Exposure to SHS in the home was determined by answers to the question, “Not counting decks, porches, or garages, during the past 7 days, on how many days did someone other than you smoke tobacco inside your home while you were at home?” Open response options ranged from 0 to 7. Respondents who answered from 1 through 7 were classified as exposed to SHS in their home within the previous 7 days. Exposure to SHS in a vehicle was determined by answers to the question, “During the past 7 days, on how many days did you ride in a vehicle where someone other than you was smoking tobacco?” Open response options ranged from 0 through 7. Respondents who answered from 1 through 7 were classified as exposed to SHS in a vehicle within the previous 7 days.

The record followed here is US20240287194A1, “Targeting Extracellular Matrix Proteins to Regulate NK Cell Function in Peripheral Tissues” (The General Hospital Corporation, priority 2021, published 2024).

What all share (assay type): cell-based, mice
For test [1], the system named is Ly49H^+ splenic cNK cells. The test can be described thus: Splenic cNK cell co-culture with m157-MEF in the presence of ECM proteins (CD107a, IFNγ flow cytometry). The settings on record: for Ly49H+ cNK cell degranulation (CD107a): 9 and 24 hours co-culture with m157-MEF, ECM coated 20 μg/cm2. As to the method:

Smoking status was determined by answers to the questions, “Have you smoked at least 100 cigarettes in your entire life?” and “Do you now smoke cigarettes every day, some days, or not at all?” Respondents who reported smoking at least 100 cigarettes in their lifetime and who indicated they now smoke “every day” or “some days” were classified as current smokers. Respondents who reported not smoking 100 cigarettes in their lifetime or who reported smoking at least 100 cigarettes in their lifetime but now smoke cigarettes “not at all” were classified as nonsmokers. Sample size constraints prevented our analyzing former and never-smokers separately.